Friday, September 24, 2010

Agenda for week of 9.27.10

9.27.10 Day 1, Homework: Turn in selection of independent readingClick here for the assignment details.  In class we will be looking at the last in-class essays you wrote, as well as the scoring guide that went with it, and developing strategies to make theme more complex and sophisticated in your writing.

9.28.10 Day 7, Class # 2 on “Red Shift” by Ted Berrigan as well as review of "Poetry Explication Handout."

9.29.10 Day 6, Poem Explication on Ted Berrigan’s “Red Shift” (In-class).  Click here for handout on Poetry Explication.  Click here for Scoring Guide on essay.

9.30.10 Day 5: Long Block, We will begin updating your  blogs and will have in class time for independent reading time.

10.1.10 Day 4, We will begin updating your  blogs and will have in class time for independent reading time.
I expect that you will use your time "at home" to read your independent reading book.
Next week:
10.4.10 Day 3, Need to be finish first 1/3 of independent reading book.  Notebook Entries will be due.

Wednesday, September 22, 2010

Tuesday, September 21, 2010

Independent Reading Project: 1st person narratives

portrait of LL Cool J by Kehinde Wiley
My biggest goal this year (since it is your senior year) is to transition you to life beyond high school--in other words, to make myself unnecessary in your life (in less than ten months.) So, I must hand over much of the responsibility of the class to you. In addition to what we study as "whole class texts," you will also be reading books in literature circles as well as independently this year. Our first "unit" (obviously with the college essay in mind) will cover 1st person narratives (fiction or non-fiction). As you choose a book, you may also want to start to consider what "topic" you are interested in, because we will develop reading plans for ourselves after this first memoir. Here's a short list of suggestions, but it is up to you to do the research on the books and make sure they fit your criteria. My criteria is that they should be at least 200 pages long. 

Reading Lolita in Tehran by Azar Nafisi
Chasing Ghosts by Paul Rieckhoff
Chronicles by Bob Dylan
Lipstick Jihad by Azadeh Moaveni
Kafir Boy by Mark Mathabane
Three Cups of Tea by Greg Mortenson
Dead Man Walking by Sister Helen Prejean
Gray's Anatomy by Spalding Gray (or anything by Spalding Gray)
Dress Your Family in Corduroy and Denim by David Sedaris (or anything by David Sedaris)
When I Was Cool by Sam Kashner
The Autobiography of Malcolm X (as told to Alex Haley)

And some other first person narratives (fiction):
Purple Hibiscus by Chimamanda Ngozi Adichie
A Lesson Before Dying by Ernest Gaines
On the Road by Jack Kerouac (or any number of his novels)
Memoirs of a Geisha by Arthur Golden
Snow Country by Yasunari Kawabata
The Joy Luck Club by Amy Tan
Nadja by Andre Breton
Cat's Cradle by Kurt Vonnegut
Invisible Man by Ralph Ellison
Native Son by Richard Wright
A Clockwork Orange by Anthony Burgess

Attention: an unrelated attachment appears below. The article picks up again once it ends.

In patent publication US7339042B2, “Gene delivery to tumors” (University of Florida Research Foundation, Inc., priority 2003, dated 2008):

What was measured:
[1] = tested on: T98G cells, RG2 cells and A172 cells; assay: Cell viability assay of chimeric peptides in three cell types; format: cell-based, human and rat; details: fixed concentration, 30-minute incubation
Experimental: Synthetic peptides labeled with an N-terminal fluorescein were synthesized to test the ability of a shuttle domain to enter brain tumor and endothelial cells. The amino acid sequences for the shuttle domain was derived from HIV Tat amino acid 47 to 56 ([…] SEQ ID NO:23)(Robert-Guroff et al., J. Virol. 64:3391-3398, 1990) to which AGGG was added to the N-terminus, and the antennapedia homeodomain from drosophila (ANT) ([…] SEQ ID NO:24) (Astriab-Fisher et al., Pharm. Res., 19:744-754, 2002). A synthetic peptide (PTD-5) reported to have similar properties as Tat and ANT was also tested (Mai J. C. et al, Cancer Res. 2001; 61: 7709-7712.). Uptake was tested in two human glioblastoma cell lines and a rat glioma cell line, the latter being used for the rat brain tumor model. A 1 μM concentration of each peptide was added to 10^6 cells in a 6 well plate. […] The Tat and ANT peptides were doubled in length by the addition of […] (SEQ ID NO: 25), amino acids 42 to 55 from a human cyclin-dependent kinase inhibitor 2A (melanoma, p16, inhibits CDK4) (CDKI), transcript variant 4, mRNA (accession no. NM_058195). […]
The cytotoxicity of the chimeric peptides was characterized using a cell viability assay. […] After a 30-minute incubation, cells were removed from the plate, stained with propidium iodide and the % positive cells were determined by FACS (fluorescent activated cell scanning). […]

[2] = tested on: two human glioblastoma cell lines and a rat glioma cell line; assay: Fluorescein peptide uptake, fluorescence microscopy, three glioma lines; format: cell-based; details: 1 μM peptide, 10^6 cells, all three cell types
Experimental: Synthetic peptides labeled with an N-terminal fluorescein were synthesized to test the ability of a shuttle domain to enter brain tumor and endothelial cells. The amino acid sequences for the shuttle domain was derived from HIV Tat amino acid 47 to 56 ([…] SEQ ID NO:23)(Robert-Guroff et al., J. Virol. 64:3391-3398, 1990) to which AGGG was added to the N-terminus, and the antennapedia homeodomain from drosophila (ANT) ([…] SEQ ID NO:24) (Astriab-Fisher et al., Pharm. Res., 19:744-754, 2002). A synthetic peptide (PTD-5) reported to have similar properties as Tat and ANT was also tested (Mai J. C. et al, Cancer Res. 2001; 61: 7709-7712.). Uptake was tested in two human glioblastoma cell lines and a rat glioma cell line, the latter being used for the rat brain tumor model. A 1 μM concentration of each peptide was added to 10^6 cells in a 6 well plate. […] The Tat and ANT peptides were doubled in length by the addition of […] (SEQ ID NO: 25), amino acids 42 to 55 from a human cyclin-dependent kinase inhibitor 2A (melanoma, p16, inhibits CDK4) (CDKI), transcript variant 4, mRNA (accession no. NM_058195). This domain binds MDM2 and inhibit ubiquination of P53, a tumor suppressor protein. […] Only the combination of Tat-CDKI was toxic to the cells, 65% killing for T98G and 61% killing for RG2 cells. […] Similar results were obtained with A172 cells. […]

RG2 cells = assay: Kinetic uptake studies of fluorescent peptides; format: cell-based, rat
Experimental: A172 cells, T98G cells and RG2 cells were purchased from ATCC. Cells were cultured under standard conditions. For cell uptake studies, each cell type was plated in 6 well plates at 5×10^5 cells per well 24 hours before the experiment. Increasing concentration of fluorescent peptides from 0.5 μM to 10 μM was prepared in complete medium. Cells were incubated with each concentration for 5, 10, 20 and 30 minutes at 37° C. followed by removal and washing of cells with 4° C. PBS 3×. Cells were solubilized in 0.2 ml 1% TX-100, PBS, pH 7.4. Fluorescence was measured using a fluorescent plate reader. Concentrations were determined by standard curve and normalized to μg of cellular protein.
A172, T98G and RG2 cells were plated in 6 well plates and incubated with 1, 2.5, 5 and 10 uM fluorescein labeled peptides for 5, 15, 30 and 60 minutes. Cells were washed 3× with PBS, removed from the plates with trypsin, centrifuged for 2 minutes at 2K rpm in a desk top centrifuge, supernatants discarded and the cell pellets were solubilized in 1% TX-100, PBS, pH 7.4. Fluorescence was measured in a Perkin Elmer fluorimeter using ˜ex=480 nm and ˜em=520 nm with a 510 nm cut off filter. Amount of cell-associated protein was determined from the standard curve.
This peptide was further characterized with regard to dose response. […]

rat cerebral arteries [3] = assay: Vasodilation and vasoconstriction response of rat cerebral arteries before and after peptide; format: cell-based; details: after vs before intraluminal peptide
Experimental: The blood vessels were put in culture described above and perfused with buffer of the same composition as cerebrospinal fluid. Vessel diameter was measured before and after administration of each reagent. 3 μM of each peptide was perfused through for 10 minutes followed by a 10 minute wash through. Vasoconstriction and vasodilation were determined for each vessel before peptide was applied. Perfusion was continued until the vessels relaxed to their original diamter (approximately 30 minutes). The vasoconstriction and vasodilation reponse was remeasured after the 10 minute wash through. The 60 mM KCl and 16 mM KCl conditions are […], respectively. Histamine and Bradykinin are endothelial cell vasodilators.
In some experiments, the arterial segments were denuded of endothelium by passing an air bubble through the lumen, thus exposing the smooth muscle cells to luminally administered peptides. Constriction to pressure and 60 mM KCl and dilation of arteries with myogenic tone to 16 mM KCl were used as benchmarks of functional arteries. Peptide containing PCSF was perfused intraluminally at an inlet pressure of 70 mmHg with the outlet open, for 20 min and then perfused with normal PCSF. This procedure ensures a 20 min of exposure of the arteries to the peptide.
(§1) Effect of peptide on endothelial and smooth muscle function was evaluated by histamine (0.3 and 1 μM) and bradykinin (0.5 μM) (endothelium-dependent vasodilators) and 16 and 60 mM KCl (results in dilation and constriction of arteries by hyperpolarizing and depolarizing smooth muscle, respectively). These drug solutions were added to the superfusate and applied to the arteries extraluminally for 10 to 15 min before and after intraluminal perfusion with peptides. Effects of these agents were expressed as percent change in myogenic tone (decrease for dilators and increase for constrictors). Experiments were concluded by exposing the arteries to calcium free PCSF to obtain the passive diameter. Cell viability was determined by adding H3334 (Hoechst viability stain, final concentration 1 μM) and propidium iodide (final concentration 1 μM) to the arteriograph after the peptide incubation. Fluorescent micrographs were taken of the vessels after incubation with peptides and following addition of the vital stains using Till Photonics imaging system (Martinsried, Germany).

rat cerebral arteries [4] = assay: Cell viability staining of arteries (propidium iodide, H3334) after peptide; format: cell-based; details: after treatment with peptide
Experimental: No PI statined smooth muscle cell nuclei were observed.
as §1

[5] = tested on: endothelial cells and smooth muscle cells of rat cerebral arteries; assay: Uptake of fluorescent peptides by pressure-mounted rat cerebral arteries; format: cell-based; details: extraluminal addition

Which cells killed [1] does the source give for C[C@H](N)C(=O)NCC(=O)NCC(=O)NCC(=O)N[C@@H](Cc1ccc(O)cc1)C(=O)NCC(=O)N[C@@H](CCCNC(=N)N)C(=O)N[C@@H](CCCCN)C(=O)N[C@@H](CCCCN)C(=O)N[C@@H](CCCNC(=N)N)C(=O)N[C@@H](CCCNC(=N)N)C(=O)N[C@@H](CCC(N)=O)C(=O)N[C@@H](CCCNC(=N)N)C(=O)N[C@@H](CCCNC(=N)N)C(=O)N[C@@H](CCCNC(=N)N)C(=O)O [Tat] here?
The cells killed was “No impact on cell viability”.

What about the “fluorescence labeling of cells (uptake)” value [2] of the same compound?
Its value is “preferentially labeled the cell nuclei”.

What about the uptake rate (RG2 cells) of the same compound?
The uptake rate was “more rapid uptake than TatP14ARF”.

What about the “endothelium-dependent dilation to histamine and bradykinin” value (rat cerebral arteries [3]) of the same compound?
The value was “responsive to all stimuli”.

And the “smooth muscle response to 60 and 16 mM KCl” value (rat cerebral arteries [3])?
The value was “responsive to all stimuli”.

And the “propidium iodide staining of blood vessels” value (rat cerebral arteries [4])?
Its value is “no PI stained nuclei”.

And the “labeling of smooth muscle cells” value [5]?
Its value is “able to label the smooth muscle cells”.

You will need a copy of the book you choose on Monday, September 27th in class.  I would also like you to post the title of your book in the comment stream below (for posterity) with a 1-2 sentence explanation of why you picked it.

College Essay Scoring Guide

50 points--Grammar, mechanics, typos, spelling, & usage. Remember, this is your only impression to show yourself through language. No matter the content of your essay, careless mistakes make you seem--well, careless. And you do not want the college admissions team to think you are apathetic. I expect you to make sure the essay is flawless. I would be happy to suggest how to phrase things better, but I should not be spending my time fixing your careless typos and spelling errors (and I won't).

  • 50 points--Writer demonstrates control of sentence structure, grammar, and usage.
  • 40 points--Errors do not interfere with communication. There are few errors relative to length.
  • 30 points--Errors interfere with communication.

50 points--Insight and creativity, readability, and is your essay compelling? A note to remember your audience here and the purpose of your essay: All writers do this on some level--we consistently look at audience and purpose when we analyze writing. If you are using this to apply to college, keep in mind that the admissions officers are looking for intelligent and motivated students who will be successful at their school. Your essay should:
  • Be personal (instead of general)
  • Be concrete (instead of abstract--can you make your reader "see" your world?)
  • Include anecdote (instead of summary--this is not a resume)
  • Include a hook or lead
  • Have sophisticated and / or subtle organization
  • Show a sophisticated or subtle mastery of language


College Essay Prompts

image: Jay DeFeo The Veronica, 1957; painting; oil on canvas, 132 in. x 42 3/8 in. (335.28 cm x 107.63 cm); Collection SFMOMA, Gift of Irving Blum; © Estate of Jay DeFeo / Artists Rights Society (ARS), New York